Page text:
John 10:14-15. Jesus shows that he is the fullest example of the shepherd in Psalm 23.
Psalm 23. David’s psalm points believers to the shepherd’s care, the shepherd’s guidance, and the shepherd’s grace.
Luke 15:17-21. Jesus’ parable of the prodigal son gives believers a pattern of what repentance looks like.
Psalm 32. David’s Psalm of repentance gives believers significant insight into how they should think of repentance themselves.
Ephesians 1:4. Before he formed the world, God chose us in Christ as a people for himself.
In times of difficulty, we must cry out to the Lord, acknowledge the trial and return to hope.
Romans 8:32. God gave us Jesus. Can we lack anything else?
Proverbs 3:5-8. Wisdom comes from the Lord.
Galatians 6:8-9. Paul teaches the principle of sowing and reaping.
2 Samuel 13. The disastrous story of Amnon and Tamar is the beginning of God’s judgment on David’s house.
1 John 1:8-9. Believers do not have to be afraid of admitting their sin. In fact, that is precisely what they are called to do.
2 Samuel 12. After David’s dramatic fall in 2 Samuel 11, God graciously restores him and accepts his repentance.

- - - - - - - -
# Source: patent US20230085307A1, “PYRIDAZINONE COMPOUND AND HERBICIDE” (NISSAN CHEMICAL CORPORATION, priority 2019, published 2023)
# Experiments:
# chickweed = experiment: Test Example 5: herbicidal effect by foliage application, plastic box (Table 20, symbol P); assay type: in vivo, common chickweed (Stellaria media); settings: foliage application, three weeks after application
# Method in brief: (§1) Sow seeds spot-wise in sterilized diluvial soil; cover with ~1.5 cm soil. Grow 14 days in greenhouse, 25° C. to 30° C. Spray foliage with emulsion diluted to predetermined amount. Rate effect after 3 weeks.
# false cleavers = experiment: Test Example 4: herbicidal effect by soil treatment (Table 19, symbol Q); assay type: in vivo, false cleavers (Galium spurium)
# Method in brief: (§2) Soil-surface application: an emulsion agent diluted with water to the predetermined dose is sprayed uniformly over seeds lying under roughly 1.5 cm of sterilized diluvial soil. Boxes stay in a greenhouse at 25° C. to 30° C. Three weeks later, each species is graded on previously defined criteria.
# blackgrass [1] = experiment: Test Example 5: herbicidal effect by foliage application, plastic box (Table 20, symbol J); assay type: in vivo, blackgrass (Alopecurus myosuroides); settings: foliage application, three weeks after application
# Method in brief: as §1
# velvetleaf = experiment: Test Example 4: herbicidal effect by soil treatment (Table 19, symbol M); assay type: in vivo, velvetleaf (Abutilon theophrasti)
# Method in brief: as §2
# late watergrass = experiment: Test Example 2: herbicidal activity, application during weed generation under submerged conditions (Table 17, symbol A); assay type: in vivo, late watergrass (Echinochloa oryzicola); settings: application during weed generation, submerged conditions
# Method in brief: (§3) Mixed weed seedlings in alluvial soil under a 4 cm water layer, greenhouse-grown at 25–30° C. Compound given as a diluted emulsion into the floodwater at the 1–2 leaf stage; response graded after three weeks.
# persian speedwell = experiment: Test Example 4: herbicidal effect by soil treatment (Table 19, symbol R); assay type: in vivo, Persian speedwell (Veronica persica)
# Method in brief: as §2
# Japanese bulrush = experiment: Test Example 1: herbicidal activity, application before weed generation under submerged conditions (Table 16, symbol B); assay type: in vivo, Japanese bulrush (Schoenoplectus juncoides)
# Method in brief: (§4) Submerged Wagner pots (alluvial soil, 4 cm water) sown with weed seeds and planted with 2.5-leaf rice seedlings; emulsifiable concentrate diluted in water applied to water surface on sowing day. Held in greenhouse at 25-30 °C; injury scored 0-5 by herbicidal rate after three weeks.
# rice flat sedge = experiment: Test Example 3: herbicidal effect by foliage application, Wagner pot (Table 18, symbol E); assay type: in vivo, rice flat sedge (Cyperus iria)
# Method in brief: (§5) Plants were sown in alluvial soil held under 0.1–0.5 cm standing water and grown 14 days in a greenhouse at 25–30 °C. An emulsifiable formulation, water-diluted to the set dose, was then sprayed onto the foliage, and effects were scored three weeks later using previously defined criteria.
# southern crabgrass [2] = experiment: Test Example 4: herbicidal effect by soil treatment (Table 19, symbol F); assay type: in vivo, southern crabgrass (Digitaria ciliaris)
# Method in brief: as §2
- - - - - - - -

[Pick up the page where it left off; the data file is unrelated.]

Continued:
James 1:13-15. You can’t blame God for your sin. You sin because you want to. Sin can only end in death.
2 Samuel 11. David’s fall into sexual sin and murder gives Christians warnings about the nature and progression of sin. Yet God’s grace is still evident.
Ephesians 6:12. The battle for Christians is spiritual rather than physical.
2 Samuel 10. God continues to give David victory. David’s kingdom seems to be on an unstoppable rise.
2 Timothy 1:16-18. Onesiphorus provides a pattern for how believers may refresh one another in the Lord.
2 Samuel 9. David’s kindness and covenant loyalty to Mephibosheth flows from God’s covenant kindness to him.
Romans 13:14. Paul reminds the church to be clothed with Christ rather than the deeds of the flesh.
2 Samuel 8. David’s divine enablement for rule is demonstrated through the victories and success God gives him.